Diez Roux AV, Mair C. Neighborhoods and health (2010). Ann N Y Acad Sci.1186:125-45.

Gatrell, A.C. and Bailey, T.C. (1996): Interactive spatial data analysis in medical geography. Social Science and Medicine 42, 843–55.

Graham H, (2000). Understanding Health Inequalities. Open University Press, Maidenhead.

Hajat A, Kaufman JS, Rose KM, Siddiqi A, Thomas JC (2010). Do the wealthy have a health advantage? Cardiovascular disease risk factors and wealth. Soc Sci Med. 71(11):1935-42.

Hajat A, Kaufman JS, Rose KM, Siddiqi A, Thomas JC (2010). Long-term effects of wealth on mortality and self-rated health status. Am J Epidemiol.

Kawachi I, Berkman LF (2003), editors. Neighborhoods and health. New York: Oxford University Press.

Kim, Y.E., Gatrell, A.C. and Francis, B.J. (2000): The geography of survival after surgery for colorectal cancer in southern England. Social Science and Medicine 50, 1099–107.

Krueger PM, Rogers RG, Hummer RA, LeClere FB, Huie SAB (2003). Socioeconomic status and age: The effect of income sources and portfolios on U.S. adult mortality. Sociological Forum. 18(3):465-482.

Lynch J, Smith GD, Harper S, Hillemeier M, Ross N, Kaplan GA, et al (2004). Is income inequality a determinant of population health? Part 1. A systematic review. Milbank Q. 82 (1):5-99.

Lynch J, Smith GD, Harper S, Hillemeier M (2004). Is income inequality a determinant of population health? Part 2. U.S. National and regional trends in income inequality and age- and cause-specific mortality. Milbank Q. 82 (2):355-400.

Mishra, D., Singh, H.P. (2003). Indian Journal of paediatrics, Kuppuswamy’s Socio-economic Status Scale-A revision.

Parker, E.B. and Campbell, J.L. (1998): Measuring access to primary medical care: some examples of the use of geographical information systems. Health and Place 4, 183–93.

Pickett KE, Pearl M (2001). Multilevel analyses of neighbourhood socioeconomic context and health outcomes: a critical review. J Epidemiol Community Health. 55 (2):111-22.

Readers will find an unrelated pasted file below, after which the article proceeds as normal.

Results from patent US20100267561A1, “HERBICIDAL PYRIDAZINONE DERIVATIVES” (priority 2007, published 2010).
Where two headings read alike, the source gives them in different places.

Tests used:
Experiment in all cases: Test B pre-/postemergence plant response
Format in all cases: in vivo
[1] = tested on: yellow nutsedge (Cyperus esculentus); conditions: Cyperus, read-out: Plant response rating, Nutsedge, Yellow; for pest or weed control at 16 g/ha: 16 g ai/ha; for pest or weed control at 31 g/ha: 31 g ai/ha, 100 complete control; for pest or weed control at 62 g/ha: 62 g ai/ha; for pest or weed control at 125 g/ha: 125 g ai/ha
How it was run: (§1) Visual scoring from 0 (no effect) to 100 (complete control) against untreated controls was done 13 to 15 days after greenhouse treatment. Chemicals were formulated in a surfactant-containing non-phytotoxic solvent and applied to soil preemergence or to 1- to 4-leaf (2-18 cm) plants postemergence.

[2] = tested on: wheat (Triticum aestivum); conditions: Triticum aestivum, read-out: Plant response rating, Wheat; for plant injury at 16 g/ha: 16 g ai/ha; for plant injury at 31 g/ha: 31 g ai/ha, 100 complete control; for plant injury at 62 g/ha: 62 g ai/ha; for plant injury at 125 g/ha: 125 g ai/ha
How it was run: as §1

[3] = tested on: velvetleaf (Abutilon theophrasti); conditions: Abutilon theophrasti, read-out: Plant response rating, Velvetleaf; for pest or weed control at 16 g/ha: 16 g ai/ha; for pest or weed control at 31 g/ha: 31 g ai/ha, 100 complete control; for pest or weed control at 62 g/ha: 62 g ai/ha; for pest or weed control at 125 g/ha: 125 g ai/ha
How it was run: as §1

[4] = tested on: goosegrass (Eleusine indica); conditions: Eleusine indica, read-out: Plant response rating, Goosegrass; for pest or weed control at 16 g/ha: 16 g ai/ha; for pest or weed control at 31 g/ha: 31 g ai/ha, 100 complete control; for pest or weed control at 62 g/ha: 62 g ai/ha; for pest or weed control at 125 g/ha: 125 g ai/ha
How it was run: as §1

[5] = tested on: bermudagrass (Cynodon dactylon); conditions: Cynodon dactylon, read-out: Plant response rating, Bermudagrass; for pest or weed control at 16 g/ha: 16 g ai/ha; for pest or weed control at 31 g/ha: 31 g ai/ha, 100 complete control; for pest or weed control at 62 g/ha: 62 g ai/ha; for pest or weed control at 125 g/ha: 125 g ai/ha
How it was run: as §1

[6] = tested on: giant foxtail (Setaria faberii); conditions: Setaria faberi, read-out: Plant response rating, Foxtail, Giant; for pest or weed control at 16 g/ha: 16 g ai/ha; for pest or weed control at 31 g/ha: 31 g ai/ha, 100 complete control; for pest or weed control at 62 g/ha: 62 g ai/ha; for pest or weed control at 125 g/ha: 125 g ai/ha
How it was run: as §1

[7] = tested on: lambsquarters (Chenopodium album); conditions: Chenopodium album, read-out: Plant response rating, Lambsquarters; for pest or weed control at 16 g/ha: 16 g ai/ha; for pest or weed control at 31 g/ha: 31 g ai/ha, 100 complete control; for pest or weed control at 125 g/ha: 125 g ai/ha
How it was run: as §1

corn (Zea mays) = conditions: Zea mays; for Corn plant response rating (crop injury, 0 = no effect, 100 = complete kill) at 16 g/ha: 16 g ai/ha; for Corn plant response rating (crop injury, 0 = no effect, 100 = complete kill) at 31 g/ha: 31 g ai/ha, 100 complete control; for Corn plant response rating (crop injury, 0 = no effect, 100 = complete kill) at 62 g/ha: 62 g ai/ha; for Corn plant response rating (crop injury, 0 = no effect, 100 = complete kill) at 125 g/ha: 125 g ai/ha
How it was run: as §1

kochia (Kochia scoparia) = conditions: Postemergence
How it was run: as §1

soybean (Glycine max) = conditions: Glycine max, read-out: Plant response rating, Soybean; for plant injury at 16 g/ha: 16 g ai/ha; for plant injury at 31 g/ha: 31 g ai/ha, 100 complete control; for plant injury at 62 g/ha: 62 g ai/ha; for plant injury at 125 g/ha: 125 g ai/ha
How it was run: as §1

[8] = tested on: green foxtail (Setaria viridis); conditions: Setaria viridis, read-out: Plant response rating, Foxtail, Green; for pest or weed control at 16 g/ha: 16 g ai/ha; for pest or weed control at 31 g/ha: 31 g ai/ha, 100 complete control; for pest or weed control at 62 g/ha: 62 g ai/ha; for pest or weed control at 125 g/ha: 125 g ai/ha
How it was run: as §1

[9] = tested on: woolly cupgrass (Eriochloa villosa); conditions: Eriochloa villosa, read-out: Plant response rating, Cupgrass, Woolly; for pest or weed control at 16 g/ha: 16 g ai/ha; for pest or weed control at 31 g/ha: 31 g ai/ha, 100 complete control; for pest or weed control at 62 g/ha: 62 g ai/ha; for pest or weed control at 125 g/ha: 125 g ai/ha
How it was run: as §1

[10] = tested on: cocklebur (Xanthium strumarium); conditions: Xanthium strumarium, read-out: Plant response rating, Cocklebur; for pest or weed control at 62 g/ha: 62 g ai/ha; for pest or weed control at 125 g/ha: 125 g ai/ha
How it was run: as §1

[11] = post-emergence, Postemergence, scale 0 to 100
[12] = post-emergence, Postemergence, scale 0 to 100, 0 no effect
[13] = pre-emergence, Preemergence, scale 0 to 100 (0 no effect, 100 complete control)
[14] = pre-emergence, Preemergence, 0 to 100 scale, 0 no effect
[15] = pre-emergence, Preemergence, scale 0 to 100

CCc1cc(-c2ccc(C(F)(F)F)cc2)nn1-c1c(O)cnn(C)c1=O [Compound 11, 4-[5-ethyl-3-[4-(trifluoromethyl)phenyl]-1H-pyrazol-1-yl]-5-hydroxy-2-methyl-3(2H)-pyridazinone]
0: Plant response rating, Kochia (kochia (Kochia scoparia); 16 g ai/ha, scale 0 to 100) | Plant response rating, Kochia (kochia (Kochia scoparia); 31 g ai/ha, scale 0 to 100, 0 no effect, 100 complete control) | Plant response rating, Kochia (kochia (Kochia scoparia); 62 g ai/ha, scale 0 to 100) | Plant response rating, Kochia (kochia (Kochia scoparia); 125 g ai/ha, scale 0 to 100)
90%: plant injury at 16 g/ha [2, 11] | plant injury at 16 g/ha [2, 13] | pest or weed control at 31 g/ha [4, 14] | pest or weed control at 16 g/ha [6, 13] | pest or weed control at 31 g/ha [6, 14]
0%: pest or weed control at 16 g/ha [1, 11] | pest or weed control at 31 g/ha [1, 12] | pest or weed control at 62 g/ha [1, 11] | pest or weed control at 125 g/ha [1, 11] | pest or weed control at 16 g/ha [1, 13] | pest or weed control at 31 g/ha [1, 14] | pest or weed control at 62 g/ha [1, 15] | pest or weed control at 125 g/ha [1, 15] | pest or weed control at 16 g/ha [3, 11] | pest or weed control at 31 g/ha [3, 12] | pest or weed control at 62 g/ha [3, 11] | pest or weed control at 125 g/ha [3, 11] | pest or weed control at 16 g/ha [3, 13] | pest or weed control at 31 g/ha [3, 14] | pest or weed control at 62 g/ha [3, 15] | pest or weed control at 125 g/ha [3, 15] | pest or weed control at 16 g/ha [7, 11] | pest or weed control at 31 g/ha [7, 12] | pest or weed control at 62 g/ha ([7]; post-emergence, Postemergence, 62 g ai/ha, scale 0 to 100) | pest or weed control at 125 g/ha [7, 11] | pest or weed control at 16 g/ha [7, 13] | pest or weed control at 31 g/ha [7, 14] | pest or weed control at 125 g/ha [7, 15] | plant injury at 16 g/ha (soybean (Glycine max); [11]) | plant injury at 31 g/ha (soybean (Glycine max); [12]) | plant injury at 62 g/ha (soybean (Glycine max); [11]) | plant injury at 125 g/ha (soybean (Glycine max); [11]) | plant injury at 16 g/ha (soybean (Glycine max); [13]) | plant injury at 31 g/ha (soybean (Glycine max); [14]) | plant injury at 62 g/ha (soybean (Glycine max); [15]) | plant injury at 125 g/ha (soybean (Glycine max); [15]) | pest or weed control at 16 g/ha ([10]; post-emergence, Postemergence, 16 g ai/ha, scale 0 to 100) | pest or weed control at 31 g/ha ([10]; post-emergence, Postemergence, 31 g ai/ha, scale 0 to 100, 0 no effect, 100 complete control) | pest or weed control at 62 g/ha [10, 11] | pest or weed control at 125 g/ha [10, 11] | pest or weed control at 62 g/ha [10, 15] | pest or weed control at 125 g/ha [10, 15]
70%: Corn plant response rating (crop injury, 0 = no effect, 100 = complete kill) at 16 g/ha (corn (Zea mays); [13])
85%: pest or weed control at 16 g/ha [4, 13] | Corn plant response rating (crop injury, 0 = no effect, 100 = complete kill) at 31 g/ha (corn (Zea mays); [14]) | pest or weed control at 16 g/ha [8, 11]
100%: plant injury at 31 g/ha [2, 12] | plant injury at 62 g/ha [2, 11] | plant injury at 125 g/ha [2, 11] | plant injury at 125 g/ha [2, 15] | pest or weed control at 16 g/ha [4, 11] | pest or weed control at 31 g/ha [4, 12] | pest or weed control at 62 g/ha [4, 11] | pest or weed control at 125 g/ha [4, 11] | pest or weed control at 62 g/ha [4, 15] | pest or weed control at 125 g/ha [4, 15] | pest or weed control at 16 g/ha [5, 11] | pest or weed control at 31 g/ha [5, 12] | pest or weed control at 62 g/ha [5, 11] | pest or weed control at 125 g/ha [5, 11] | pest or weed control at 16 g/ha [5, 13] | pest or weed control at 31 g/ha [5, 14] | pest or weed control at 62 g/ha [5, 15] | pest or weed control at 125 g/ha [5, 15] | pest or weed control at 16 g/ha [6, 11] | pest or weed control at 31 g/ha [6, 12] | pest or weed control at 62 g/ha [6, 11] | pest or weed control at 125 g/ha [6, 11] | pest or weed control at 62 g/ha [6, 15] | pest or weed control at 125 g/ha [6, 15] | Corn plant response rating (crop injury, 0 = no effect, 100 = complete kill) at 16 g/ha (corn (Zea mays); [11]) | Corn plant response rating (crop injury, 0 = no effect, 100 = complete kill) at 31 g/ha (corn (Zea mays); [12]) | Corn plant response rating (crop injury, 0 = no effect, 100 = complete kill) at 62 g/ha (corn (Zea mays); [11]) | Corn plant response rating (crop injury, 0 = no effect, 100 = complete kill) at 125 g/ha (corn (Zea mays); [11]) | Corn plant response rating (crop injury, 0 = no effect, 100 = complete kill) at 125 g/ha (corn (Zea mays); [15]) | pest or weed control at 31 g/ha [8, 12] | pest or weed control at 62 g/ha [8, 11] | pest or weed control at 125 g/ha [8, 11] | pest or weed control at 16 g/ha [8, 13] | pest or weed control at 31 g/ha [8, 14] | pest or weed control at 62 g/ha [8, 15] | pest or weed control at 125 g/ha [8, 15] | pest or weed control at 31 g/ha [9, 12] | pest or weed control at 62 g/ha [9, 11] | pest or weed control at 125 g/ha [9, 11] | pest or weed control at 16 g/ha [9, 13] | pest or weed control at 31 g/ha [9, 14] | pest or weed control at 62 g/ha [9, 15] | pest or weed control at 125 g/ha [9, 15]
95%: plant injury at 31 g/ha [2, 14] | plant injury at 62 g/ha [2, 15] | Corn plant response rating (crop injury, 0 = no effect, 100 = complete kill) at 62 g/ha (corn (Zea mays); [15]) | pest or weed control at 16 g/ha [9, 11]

Pollack CE, Chideya S, Cubbin C, Williams B, Dekker M, Braveman P (2007). Should health studies measure wealth? A systematic review. Am J Prev Med. 33 (3):250-64.

Robert S, House JS (1996). SES differentials in health by age and alternative indicators of SES. J Aging Health. 8(3):359-388.

Robert SA (1998). Community-level socioeconomic status effects on adult health. J Health Soc Behav. 39(1):18-37.

Sabel, C.E., Gatrell, A.C., Loytonen, M., Maasilta, P. and Jokelainen, M. (2000): Modelling exposure opportunities: estimating relative risk for motor neurone disease in Finland. Social Science and Medicine 50, 1121–37.

Schweikart, J. and Kristemann, T. (2000): Geographical information systems in medical geography. Petermans Geographische Mitteilungen 145, 18–29.

Wall, P.A. and Devine, O.J. (2000): Interactive analysis of the spatial distribution of disease using a geographic information system. Journal of Geographic Information Systems 2, 243–56.

Wilkinson RG, Pickett KE (2006). Income inequality and population health: a review and explanation of the evidence. Soc Sci Med. 62 (7):1768-84.




DOI: https://doi.org/10.24203/ajhss.v5i3.4820

Refbacks

  • There are currently no refbacks.


Copyright (c) 2017 Asian Journal of Humanities and Social Studies

Creative Commons License
This work is licensed under a Creative Commons Attribution-NoDerivatives 4.0 International License.